Sunday, March 18, 2007

Jungle Longings

I've been reading Ian Thomson's extraordinary but lengthy biography of Primo Levi, the Italian chemist and author who is best known for his accounts of surviving Auschwitz.

Thomson recounts a joke that an associate shared with Levi to the effect that an Italian-run Hell would be better than a German-run one because it would be a less efficient one in which crucifixion nails would be lost and boiling oil not delivered on time. Levi replied that disorganization and humanity are not always unconnected.

There is something to the notion that we distrust organization lest it make us less human and that spontaneous, less considered, behavior can be more attractive and, well, life-like. It is as if we seek to strike a balance between the jungle and the machine, the savage and the automaton. Some of us wind up at either extreme.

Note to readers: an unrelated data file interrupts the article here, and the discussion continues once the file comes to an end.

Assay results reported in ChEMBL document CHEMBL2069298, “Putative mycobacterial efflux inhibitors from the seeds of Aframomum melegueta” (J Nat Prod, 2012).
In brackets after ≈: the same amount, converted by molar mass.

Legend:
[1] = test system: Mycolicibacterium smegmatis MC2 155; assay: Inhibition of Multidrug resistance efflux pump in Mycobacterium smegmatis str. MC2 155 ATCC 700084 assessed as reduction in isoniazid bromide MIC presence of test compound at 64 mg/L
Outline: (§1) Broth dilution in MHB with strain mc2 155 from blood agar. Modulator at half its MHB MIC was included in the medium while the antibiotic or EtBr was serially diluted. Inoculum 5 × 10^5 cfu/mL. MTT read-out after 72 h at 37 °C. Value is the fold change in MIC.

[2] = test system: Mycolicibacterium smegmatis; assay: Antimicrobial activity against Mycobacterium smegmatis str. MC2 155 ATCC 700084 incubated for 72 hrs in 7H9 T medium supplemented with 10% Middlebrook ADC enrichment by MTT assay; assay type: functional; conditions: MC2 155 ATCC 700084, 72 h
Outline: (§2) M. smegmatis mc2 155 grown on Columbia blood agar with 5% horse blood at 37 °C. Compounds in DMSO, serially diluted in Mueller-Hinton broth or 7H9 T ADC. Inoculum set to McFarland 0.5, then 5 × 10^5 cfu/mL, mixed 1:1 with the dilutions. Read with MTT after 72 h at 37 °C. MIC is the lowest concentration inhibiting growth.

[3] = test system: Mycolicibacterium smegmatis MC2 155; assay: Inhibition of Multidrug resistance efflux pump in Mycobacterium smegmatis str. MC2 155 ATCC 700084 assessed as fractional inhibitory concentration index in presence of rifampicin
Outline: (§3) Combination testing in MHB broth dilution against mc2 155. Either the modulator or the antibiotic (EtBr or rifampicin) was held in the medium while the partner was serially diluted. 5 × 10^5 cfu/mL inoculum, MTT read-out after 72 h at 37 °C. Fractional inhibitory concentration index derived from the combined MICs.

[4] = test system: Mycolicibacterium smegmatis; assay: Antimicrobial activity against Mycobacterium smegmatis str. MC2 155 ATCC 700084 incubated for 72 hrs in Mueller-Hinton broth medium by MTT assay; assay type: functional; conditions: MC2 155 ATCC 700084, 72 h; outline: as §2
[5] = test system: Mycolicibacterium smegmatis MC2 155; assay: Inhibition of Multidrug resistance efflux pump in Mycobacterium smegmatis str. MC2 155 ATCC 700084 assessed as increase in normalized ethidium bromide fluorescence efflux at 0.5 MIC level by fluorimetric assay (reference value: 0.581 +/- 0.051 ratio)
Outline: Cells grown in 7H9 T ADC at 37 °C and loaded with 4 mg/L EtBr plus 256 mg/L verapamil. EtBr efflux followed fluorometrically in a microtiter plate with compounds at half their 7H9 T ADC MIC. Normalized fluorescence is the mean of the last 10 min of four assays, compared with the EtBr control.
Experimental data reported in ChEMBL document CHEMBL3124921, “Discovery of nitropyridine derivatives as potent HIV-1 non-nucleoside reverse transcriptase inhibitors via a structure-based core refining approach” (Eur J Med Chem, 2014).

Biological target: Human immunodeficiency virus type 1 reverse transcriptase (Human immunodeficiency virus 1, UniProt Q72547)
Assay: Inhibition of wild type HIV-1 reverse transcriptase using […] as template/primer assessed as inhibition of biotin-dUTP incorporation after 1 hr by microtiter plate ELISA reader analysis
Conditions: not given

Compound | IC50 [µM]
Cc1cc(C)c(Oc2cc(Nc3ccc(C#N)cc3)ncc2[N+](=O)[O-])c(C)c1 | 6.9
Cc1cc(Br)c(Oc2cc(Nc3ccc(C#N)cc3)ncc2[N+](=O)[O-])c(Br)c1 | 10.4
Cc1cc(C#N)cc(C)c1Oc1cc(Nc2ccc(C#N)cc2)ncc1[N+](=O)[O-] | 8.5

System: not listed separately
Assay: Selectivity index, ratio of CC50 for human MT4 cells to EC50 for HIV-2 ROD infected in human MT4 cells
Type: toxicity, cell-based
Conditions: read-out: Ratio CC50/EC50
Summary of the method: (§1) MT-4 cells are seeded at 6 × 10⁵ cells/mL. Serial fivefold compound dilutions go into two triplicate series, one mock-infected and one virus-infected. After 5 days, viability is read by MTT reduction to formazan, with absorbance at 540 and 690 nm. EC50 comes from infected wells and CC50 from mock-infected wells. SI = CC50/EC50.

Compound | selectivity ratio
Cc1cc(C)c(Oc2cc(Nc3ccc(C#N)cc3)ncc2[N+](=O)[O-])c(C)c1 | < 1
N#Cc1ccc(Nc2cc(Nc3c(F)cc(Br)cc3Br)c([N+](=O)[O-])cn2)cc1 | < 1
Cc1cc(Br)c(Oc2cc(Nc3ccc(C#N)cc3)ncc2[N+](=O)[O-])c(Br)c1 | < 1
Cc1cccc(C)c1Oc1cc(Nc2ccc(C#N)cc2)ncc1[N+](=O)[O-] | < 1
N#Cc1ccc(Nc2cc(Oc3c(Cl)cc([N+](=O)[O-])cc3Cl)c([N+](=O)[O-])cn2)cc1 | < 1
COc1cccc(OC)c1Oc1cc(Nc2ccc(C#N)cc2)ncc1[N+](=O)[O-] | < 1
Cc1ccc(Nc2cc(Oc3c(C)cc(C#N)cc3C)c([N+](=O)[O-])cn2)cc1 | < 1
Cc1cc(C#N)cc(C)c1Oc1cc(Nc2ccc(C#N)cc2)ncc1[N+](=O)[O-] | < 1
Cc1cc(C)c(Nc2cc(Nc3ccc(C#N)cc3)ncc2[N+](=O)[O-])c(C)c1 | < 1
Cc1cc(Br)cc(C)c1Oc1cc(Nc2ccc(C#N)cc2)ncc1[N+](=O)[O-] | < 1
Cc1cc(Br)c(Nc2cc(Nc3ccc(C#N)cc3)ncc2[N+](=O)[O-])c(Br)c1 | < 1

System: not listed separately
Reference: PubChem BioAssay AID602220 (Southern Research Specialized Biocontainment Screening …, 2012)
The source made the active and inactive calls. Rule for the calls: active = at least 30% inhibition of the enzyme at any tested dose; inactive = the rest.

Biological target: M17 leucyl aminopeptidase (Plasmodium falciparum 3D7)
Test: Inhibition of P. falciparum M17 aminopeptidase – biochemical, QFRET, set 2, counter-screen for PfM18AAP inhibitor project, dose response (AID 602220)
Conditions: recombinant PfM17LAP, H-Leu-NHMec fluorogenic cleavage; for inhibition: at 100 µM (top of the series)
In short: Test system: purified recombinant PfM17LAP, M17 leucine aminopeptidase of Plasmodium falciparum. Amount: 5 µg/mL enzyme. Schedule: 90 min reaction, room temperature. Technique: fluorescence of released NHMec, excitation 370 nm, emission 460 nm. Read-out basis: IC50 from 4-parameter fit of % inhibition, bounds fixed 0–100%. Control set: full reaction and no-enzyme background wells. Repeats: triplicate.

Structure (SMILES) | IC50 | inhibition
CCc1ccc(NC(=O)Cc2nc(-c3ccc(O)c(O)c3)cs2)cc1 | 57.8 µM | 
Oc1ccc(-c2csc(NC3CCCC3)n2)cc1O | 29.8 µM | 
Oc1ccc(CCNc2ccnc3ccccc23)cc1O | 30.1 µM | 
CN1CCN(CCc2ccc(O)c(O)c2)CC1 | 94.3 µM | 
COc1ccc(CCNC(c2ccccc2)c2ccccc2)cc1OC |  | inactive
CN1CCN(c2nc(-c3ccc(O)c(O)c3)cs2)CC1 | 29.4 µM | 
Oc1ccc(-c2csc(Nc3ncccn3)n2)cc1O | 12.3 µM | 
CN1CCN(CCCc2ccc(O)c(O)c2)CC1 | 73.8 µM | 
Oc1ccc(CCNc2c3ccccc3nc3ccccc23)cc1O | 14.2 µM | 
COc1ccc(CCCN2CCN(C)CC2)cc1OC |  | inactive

We are not naturally inclined to organization. If our lives are left unattended, the jungle begins to creep back. Paper piles up here. Deadlines slide there. Items that are usually monitored are neglected.
What is missed is the jungle often returns at our bidding.

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